Tag Archives: serdar

Questioning Your Way To Solidity

(This column is posted at www.StevenSavage.com and Steve’s Tumblr.  Find out more at my newsletter.)

Fiction is a canvas upon which you can do anything, and that’s why its limiting. When you can do anything, you have so many options you become paralyzed.

My friend Serdar talks about this, by comparing it to how many brands of Toothpaste we have:

“Choice paralysis is, as you can guess, a major issue in creative work. Because you have complete control over what you put into a story, that can manifest as being stranded between too many choices, and you end up in a Toothpaste Meltdown, goggling at the screen and drooling into your keys.”

He goes on to analyze how the choices you make are best shaped by what fits the story you want to write, and asking the right questions. This is something I see (to no one’s surprise) in my work using Agile methods.

Agile methods are obsessed with asking “what is valuable for the customer/end user/etc.” The basic idea is find what’s important, rank things in order of the importance, and start from the top. If you’re not sure, then you have to ask more questions about who your audience is, what they want, etc.

That one word, Value, helps say so much.

In my recent work on my novel, A School of Many Futures, I started a massive edit after getting editoral, prereader, and my own feedback. What helped me was asking what chapters, scenes, etc. did anything for the audience. The result shocked me.

  • Two chapters merged into one, moving the plot along.
  • Several scenes were thus combined, making them richer and snappier.
  • An entire sub-subplot and mini-character arc emerged from the above deeply enriching the overall story.
  • A cat who appears perhaps twice, became a useful way to exposit (hey, people talk to cats).

All because I asked what matters to the audience. What had value, to them.

This doesn’t mean I shirked on worldbuilding – this is me. It just meant that I found a way to tell the story, in the world, that worked better for the reader. I violated none of my obsessively detailed continuity, I merely found which option told the story best.

So next time you’re stuck with the “toothpaste conundrum” in your writing, ask what your audience wants and write it down. Then sort these ideas in order of what is important to them. Start from the top and go through your list.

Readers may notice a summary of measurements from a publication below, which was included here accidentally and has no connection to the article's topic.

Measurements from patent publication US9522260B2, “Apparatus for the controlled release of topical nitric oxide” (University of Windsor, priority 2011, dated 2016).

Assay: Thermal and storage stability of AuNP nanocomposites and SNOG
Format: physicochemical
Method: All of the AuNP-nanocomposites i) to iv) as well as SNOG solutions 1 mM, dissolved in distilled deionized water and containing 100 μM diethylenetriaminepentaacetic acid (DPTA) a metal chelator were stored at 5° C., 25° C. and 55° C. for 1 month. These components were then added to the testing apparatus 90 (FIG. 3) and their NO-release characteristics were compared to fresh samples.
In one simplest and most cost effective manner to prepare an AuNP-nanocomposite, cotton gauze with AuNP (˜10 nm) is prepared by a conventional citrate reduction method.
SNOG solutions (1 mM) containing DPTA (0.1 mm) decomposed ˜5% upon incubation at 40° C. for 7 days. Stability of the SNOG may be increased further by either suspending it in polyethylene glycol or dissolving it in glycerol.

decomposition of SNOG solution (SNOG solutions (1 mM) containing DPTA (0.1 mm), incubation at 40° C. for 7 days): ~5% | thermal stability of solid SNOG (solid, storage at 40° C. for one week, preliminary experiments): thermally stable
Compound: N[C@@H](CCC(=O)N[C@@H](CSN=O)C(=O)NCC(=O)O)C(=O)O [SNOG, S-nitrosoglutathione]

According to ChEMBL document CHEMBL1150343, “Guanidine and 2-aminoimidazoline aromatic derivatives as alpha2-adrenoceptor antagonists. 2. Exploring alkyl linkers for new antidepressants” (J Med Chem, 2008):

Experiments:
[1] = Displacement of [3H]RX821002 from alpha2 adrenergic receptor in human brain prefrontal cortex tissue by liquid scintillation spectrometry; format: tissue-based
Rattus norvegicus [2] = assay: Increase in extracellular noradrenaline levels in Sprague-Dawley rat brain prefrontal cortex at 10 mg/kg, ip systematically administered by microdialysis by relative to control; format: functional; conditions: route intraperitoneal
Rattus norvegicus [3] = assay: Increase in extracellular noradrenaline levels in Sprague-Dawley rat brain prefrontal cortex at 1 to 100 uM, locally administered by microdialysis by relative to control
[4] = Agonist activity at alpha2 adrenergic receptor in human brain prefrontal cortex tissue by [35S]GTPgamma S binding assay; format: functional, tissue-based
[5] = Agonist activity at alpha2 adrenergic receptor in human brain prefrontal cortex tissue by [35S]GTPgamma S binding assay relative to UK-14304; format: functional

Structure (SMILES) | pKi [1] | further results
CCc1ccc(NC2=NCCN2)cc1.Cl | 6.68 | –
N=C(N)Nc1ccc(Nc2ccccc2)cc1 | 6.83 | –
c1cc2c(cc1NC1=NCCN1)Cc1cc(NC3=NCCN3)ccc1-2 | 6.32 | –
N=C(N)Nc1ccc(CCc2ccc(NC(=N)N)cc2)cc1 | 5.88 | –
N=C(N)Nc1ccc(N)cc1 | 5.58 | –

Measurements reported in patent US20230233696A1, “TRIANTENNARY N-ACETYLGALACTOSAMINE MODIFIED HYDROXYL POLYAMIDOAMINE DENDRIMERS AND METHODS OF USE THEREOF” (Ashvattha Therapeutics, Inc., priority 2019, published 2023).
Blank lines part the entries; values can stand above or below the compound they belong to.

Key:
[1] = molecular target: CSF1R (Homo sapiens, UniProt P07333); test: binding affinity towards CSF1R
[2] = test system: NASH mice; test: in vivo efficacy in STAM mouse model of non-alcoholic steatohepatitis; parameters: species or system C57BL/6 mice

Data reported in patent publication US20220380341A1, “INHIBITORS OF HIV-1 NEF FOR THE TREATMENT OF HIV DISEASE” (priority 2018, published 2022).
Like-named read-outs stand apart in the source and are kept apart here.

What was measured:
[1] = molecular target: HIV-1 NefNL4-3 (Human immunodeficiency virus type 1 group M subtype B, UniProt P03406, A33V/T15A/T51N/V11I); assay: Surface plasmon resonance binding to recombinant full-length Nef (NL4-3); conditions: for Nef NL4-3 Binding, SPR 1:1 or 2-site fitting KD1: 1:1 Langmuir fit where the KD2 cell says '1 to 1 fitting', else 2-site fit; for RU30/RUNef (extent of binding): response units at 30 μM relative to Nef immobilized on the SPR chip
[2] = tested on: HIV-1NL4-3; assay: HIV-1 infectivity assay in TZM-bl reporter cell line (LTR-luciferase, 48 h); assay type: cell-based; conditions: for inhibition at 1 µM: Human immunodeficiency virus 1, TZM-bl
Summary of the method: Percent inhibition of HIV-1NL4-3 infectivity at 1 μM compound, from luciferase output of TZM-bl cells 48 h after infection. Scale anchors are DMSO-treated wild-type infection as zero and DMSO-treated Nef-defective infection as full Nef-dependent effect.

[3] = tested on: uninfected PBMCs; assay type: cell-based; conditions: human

Even if the audience is just you, you might be surprised at what you really want . . .

Steven Savage

The Creativity Paradox Revisited

(This column is posted at www.StevenSavage.com and Steve’s Tumblr)

My friend Serdar commented on my issues of the Creativity Paradox recently. I focus on the issues of creative paralysis, fear, miscommunication, and safety, but he had some insightful words on Creative Paralysis.

Creative Paralysis is when you have too many choices in a creative effort – something i’m sure we’ve all faced. Creative efforts are fueled, in part, by coming up with ideas, so the very act of creativity can paralyze you.

He calls out the famous toothpaste paradox and notes that:

“If you go shopping and you see 40 varieties of toothpaste and you have no idea how to distinguish one from the other in a meaningful way, you just stare at the shelves in front of you for minutes on end and have no idea what to do next.”

Now if you’re me, this is where you stick with a brand, but that brings in the issue of safety, and I’d like to get back to this whole toothpaste thing.

Serdar notes that the problem is that you don’t have a way to distinguish toothpaste from each other in a *meaningful* way. In his own programming efforts, he’s seen people creatively paralyzed and his answer is to “pick what is personally relevant to you.”

I’d note that this in turn comes back to something that I bring up in Agile and Agile Creativity a lot – the importance of value. When you’re planning, creating, evaluating you have to be able to evaluate the *Value* of something you’re doing. That lets you decide what to do, what not to do,a nd what to just toss the hell away.